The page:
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A Challenge…

January 5th, 2012 | Posted by Nick Andrew in transport | Transport Department - (1 Comments)

London has been seen in the last few years as a progressive city for cyclists, including many new cycle lanes and superhighways, advance stop lines at junctions, a big bicycle share scheme and awareness campaigns for HGV drivers amongst many various ways that have encouraged cycling and increased safety on the roads. With the massive expansion of cycling in London has been a respective concern for a possible increase in cyclist injuries and fatalities, and yet only 12 cyclists were killed on London’s roads between August 2010 and July 2011.

If we were to compare numbers of cyclists on the road in Hong Kong and London, we could expect to see some proportionality between the numbers killed, and yet Hong Kong had 14 fatalities between January and September only, with far fewer cyclists on its roads…!

I think it’s time to challenge the Hong Kong Government Transport Department to address this by:

  • Educating drivers in the proper way to interact with cyclists
  • Amending Government policy throughout all departments to acknowledge cycling in urban areas  and that cycling as transport already happens
  • Installing a policy within Planning Department  & Development Bureau that takes account of cyclists
  • Using traffic calming measures & signage where appropriate

Hong Kong is known for its progressive stance on many issues, however I feel that cycling has been left behind compared to public opinion and also other cities around the world. These measures would be a big step forward,  and could be the start of something great for the future of Hong Kong.

Nick Andrew

A new report from the Hong Kong Construction Association, working with the Chartered Institute of Logistics and Transport in Hong Kong, called ‘Visionary Transport Infrastructure Study 2030′, proposes that Hong Kong should become “A City with a Green and Efficient Transport Infrastructure”.

A key element is a policy to promote cycling, along with walking, as transport modes, including:

– proper integrated consideration of cycling in transport planning

– a target modal split for cycling (and one for walking)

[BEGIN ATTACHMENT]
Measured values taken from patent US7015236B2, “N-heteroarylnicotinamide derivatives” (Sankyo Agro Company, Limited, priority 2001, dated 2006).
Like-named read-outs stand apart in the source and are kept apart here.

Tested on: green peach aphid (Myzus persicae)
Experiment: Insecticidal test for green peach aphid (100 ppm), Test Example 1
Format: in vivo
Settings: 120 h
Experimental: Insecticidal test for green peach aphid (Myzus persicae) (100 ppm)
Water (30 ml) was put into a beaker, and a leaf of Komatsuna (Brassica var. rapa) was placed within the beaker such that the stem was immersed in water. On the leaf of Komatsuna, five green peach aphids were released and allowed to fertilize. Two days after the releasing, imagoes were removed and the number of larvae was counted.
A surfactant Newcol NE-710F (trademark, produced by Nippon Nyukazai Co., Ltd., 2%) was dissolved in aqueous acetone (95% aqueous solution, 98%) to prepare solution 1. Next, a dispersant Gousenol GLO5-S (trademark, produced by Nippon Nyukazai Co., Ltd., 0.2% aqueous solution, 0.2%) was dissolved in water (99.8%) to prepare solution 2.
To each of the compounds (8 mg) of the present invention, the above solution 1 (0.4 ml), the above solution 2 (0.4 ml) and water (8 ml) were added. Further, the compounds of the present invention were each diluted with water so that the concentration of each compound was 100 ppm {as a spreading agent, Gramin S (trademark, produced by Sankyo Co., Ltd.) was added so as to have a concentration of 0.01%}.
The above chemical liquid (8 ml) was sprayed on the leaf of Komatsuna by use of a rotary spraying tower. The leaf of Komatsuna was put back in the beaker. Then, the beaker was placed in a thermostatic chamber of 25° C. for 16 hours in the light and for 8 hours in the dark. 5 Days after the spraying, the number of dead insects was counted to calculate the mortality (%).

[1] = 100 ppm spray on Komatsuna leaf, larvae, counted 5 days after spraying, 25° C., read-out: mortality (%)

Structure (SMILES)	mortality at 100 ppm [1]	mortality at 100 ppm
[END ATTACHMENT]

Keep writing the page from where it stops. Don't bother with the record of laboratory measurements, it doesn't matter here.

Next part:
– linking districts along the northern shore of Hong Kong Island (this is mentioned under walking but highlights the value of connectivity)

– improved connectivity and management of cycle tracks in new towns

– improved planning, provision and management of cycle parking,

– enhancing education and awareness about cycling

– public cycle hire schemes

 

See the report here:
http://www.hkca.com.hk/front/vitran2030.pdf

 

Looking forward to the Hong Kong Public Space Initiative forum coming on the 7th January 2012… it will be a great place to air our views on allowing more access to the harbourfront for cyclists to influential people.

The forum is being conducted in Cantonese, however they are providing simultaneous written interpretation (similar to a subtitle service) through providing each English speaker an electronic device (e.g. iPad/Laptop) connected to our translator’s computer by wifi, then the translator will type the main points raised by speakers to the messenger in real time.

more information here:

Official Event Page (with Registration Form)

Facebook Event Page

If you are interested in joining us there, comment below or send us an email.

How Bikes Can Save Us

December 27th, 2011 | Posted by Nick Andrew in cycle tracks | transport | transport - (1 Comments)

The Star Ferry’s proposed $20 bike charge is wrong in so many ways: unfair, environmentally regressive, and not even good business.

If you agree, here is a pre-written letter to send to Star Ferry telling them what we think of paying seven times as much as everyone else.

Make your voice heard!: https://hkcyclingalliance.org/starferry